LYNDON — A deer hearing at Lyndon State College last week may have been lightly attended, but it still attracted hunters willing to cross knives with the Department of Fish and Wildlife.
“I think the deer herd has plummeted since the department took over the herd,” said Rodney Elmer from Northfield.
He said the Vermont herd, estimated at 130,000, would do better if biologists relied more on Mother Nature.
A hunter from St. Johnsbury aired his disbelief over estimates from department biologists that indicate the deer herd is healthy and growing.
“I seriously question where those statistics are coming from,” he said, adding that he has been seeing fewer deer.
He said he hunted every day of rifle season last year and saw 17 doe and only one buck.
Perhaps he would have enjoyed more success if he had hunted in Orleans County.
Recently, the department published its deer harvest report for 2012, showing that Orleans County was the hottest of spots among the three counties in the Northeast Kingdom.
Hunters there last year took a total of 1,151 deer over the course of four seasons involving archery, black powder, rifle and the special youth weekend hunt. That total far exceeded the 819 deer harvested in Caledonia County or the 231 that were taken in Essex County.
Statewide, the largest harvest of 2012 occurred in Franklin County, where just under 2,000 deer were taken.
The department’s deer project leader, Adam Murkowski, told only a dozen or so hunters last Wednesday night that the deer herd constitutes a robust population. He attributed the herd’s growth to back-to-back mild winters and a management plan intent on keeping the numbers of Vermont deer in balance with the habitat that supports them.
He said Vermont’s deer population has a fluctuating history, with numbers soaring when the winters are mild and plummeting when they are severe. Using a PowerPoint presentation of graphs and statistics, he showed how the harvest of bucks has stabilized since 2006.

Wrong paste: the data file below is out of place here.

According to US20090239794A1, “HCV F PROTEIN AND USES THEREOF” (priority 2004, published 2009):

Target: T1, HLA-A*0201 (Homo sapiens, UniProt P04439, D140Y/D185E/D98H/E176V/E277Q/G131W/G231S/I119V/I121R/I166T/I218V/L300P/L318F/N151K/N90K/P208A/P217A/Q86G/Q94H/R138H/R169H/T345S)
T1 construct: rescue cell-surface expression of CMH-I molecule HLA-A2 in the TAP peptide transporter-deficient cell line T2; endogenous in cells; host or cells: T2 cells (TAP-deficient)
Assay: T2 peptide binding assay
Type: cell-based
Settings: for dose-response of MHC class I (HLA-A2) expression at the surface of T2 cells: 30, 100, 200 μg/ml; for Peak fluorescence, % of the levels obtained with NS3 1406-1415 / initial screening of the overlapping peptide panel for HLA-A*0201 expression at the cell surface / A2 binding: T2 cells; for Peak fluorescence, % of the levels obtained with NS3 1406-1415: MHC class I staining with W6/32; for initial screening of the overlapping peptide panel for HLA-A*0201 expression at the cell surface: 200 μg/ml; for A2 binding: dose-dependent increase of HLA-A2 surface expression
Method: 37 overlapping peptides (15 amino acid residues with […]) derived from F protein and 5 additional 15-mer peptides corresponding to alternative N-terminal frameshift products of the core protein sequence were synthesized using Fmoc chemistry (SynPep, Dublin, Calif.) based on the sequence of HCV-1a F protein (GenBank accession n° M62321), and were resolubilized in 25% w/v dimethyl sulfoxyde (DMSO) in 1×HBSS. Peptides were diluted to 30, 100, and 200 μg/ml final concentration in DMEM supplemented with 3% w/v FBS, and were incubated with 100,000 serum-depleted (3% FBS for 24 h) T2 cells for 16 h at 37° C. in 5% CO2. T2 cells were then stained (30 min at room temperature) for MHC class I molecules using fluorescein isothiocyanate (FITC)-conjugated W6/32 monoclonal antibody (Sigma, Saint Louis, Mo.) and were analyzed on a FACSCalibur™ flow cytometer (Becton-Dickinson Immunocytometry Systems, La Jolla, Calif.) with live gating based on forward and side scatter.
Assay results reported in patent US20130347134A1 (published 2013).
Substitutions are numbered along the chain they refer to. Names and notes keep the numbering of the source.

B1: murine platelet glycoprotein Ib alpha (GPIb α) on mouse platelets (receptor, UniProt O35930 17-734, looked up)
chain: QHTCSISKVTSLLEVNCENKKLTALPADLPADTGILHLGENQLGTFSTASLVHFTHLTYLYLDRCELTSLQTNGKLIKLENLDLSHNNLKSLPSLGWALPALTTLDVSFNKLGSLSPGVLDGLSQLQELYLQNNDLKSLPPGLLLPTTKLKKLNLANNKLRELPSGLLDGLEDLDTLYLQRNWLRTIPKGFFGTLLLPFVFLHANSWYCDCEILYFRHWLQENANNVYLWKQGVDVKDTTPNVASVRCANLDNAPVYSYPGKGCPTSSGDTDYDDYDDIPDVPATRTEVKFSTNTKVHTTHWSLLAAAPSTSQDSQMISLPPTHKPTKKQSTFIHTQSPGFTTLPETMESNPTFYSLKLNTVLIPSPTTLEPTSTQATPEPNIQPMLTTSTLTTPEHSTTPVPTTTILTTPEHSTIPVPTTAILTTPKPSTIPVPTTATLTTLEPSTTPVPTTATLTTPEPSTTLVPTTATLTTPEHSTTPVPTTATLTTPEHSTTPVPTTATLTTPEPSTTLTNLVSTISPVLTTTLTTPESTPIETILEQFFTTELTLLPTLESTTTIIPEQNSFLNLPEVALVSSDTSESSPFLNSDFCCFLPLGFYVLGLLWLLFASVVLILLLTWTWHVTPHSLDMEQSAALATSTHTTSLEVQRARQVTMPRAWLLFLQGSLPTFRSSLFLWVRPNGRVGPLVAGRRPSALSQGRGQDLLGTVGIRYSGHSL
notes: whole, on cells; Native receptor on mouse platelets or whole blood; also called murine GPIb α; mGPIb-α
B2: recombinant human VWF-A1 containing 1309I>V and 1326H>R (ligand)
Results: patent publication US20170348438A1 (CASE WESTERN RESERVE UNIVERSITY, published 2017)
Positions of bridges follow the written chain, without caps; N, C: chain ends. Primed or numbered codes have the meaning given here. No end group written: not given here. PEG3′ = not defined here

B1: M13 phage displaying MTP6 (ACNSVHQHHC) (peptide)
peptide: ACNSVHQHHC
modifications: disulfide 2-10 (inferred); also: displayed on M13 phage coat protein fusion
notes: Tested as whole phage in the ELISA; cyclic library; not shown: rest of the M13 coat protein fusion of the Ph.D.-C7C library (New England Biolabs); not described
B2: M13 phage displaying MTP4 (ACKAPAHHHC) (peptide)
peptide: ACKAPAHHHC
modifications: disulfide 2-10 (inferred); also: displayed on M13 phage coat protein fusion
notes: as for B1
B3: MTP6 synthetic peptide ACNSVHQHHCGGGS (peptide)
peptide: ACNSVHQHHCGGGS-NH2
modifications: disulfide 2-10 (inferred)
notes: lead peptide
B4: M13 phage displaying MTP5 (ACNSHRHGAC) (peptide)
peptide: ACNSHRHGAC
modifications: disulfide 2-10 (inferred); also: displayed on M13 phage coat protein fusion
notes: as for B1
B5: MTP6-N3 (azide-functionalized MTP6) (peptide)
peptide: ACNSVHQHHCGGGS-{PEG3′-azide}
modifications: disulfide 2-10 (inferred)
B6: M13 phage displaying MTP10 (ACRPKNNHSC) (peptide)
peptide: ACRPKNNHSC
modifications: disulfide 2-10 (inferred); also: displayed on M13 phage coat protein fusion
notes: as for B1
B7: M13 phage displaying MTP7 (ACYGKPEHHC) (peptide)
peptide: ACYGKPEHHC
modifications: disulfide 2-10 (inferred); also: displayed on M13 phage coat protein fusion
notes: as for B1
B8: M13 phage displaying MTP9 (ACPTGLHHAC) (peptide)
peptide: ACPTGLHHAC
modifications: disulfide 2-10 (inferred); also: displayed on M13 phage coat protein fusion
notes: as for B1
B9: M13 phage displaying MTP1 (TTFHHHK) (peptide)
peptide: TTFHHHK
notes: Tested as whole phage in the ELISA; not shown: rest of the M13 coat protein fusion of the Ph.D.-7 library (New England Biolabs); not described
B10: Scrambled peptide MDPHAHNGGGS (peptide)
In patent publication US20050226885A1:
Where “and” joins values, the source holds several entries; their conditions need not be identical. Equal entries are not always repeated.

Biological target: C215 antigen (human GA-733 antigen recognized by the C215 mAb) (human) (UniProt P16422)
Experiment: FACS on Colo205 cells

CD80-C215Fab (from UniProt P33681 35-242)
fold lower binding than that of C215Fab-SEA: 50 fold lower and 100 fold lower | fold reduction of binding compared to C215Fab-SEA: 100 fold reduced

Antlerless permits given out on the basis of deer density in any given zone, and the youth deer season weekend, were among the management tools he credited with bringing about that desired end.
Still unknown are the effects global warming will have on the herd. Warmer winters suggest that the herd’s population is likely to grow. But if the herd gets larger, will the state have the habitat to support it?
The ten-year West Mountain Wildlife Management plan is coming up for its renewal. Public hearings will be held on June 11 in Brighton and June 13 in Lyndon to review how the state has been managing the 22,000 acres that were acquired, mainly through the Champion Lands deal of 1991.
Mark Scott, the department’s director of wildlife, told hunters last week the department is counting on public involvement to both preserve and improve wildlife habitat.
The habitat statewide is changing, and Mr. Murkowski noted the pressure is on to keep harvest levels stable while maintaining a healthy herd.
Among the hunters present, Mr. Elmer expressed fears that the big deeryards that were crucial to the herd’s survival are disappearing. He attributed part of the decline to the way the forest is being managed, opining that hardwood is pushing out the cedar and spruce stands that deer need to survive.
“We want what’s right for the land and what’s right for the deer,” he said. “If we try to grow a bigger herd in the Northeast Kingdom and the land won’t support it, that’s a bad move.”
The hearing last week was the fourth in a series held by the department on the status of the Vermont deer herd. The fifth and final one will be held on June 5 in Manchester.
contact Paul Lefebvre at firstname.lastname@example.org